Zion Theatre Company. It’s been a singular focus for me lately, a near obsession. I’ve been working exceptionally hard to get this theatre company I started last January into full throttle. My summer hours are being poured to get the foundation layed, so that things will run smoothly once my time becomes more limited in the Fall. Why do I do this?
Obtaining theatre spaces to perform on, creating posters and ads, looking into liability insurance, organizing the on the ground producers in Utah, obtaining rights to scripts, looking for affordable ad space, sending personal (and probably annoying) fund raising letters to close friends and family, soliciting directors and designers and cast members, trying to sell videos to gain more capital, working the Facebook groups, attaching links… and that’s just on my end. I have producers, directors, playwrights, videographers, web designers and others who have been clocking in a lot of hours to get this group on its feet.Why do I do this?
The timing is pretty awful. I’m going to grad school this Fall at Arizona State University. I live in Arizona while the shows I’ll be producing are in Utah. I have a 9 month year old daughter, a 5 year old son with sensory processing disorder who’s starting kindergarten, and a very patient, supportive wife whose patience and support are being taxed, I’m sure. Why do I do this?
Why do I do this? Because it has been my dream to open a religiously and morally focused theatre company since early high school. Because, to paraphrase Eric Samuelsen, every Mormon Shakespeare needs a Mormon Globe. Because I love it. And because I believe not only is it what I want to do, but what I’m supposed to do. Because, if we do it right, I believe with all my heart it can be successful. And because we’ve had some wonderful doors opening for us lately which have seemed more than a little providential.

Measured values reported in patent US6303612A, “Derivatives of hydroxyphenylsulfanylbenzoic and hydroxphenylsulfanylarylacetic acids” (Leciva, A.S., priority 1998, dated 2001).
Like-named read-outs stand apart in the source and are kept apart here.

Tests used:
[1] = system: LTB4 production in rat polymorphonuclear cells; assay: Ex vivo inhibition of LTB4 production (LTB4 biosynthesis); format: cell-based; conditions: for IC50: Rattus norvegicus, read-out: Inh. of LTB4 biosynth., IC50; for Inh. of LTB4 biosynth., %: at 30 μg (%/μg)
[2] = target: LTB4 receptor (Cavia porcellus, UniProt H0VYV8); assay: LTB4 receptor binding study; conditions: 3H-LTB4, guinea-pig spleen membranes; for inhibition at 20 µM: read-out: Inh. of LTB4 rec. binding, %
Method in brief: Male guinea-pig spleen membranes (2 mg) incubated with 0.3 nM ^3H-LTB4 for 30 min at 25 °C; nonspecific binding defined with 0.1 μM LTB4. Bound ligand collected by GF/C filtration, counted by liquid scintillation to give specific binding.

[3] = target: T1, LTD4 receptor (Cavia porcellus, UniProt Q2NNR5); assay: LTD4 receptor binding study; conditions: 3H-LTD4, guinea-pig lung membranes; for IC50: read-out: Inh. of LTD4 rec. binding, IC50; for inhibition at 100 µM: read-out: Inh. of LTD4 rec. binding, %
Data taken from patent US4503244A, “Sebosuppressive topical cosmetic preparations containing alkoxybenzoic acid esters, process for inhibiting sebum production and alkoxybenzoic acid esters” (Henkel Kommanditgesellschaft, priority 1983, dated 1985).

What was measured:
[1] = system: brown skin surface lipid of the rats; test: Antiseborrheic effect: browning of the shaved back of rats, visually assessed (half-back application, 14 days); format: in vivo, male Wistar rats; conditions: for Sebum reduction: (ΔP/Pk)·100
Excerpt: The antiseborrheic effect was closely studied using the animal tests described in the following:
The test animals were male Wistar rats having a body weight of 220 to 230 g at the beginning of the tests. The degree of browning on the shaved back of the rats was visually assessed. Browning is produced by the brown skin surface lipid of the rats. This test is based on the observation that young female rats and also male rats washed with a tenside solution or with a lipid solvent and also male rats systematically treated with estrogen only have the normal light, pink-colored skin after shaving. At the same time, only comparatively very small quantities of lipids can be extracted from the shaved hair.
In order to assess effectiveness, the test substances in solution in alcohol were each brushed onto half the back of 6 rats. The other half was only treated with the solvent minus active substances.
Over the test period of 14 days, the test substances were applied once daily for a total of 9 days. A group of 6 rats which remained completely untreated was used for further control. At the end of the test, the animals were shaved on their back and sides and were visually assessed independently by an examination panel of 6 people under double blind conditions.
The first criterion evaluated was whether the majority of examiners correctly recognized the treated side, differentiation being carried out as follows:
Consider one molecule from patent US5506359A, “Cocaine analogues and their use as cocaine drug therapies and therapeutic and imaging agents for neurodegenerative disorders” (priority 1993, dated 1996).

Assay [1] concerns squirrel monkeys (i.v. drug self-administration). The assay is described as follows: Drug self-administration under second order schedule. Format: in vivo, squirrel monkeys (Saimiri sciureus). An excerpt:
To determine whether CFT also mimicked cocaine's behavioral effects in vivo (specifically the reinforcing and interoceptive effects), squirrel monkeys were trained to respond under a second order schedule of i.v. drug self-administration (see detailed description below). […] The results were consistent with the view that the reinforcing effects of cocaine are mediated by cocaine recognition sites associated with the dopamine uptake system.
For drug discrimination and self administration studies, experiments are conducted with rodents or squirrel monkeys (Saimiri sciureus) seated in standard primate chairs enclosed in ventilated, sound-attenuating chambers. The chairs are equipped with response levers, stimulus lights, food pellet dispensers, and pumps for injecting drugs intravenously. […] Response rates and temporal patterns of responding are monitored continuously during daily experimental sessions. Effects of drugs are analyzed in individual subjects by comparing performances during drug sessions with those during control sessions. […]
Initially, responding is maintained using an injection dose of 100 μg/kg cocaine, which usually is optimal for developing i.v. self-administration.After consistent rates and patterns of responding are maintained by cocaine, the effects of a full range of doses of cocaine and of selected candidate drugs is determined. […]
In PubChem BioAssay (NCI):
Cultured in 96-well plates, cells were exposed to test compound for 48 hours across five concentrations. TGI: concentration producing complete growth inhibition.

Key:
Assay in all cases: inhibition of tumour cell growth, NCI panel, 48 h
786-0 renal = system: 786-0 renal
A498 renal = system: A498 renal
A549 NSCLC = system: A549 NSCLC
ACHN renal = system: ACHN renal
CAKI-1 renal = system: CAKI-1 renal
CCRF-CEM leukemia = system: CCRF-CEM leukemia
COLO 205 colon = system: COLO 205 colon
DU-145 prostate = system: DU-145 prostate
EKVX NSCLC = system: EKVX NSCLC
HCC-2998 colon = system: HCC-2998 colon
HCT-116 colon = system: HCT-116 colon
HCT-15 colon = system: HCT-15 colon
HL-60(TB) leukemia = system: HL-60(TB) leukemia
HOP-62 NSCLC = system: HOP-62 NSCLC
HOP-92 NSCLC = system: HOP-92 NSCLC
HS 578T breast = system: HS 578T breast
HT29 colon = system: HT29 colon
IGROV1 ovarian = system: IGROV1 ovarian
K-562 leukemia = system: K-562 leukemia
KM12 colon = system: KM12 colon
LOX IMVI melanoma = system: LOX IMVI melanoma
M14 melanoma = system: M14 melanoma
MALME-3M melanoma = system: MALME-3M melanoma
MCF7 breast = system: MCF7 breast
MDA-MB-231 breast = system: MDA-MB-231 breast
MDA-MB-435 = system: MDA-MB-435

I was looking for some theatre spaces for us to perform in. Our former space which we rented from Provo Theatre Company, which is beautiful but small and limited, is currently up for sale and rental fees were becoming a hardship. So the writing on the wall seemed to indicate that it was time for Zion Theatre Company to find a new home. I approached the Castle Outdoor Theatre in Provo, and if I can find liability insurance, we’ve got a great deal with them for our early Fall shows. But that only filled a temporary need, as we needed somewhere where can perform year round.
Contemplating the issues and obstacles I was facing, I wrote a post over at the Association for Mormon Letters blog. It caught the eye of one Jeffrey Driggs who mentioned in the comments that the the Off Broadway Theatre, which he works for, may possibly be interested in allowing us to use their space when it wasn’t being used with their own season. One thing led to another, I met with some of their lovely management, and voila! If we perform well with our first play with OBT in November, The Hobbit, then we have a new home for our 2012 season!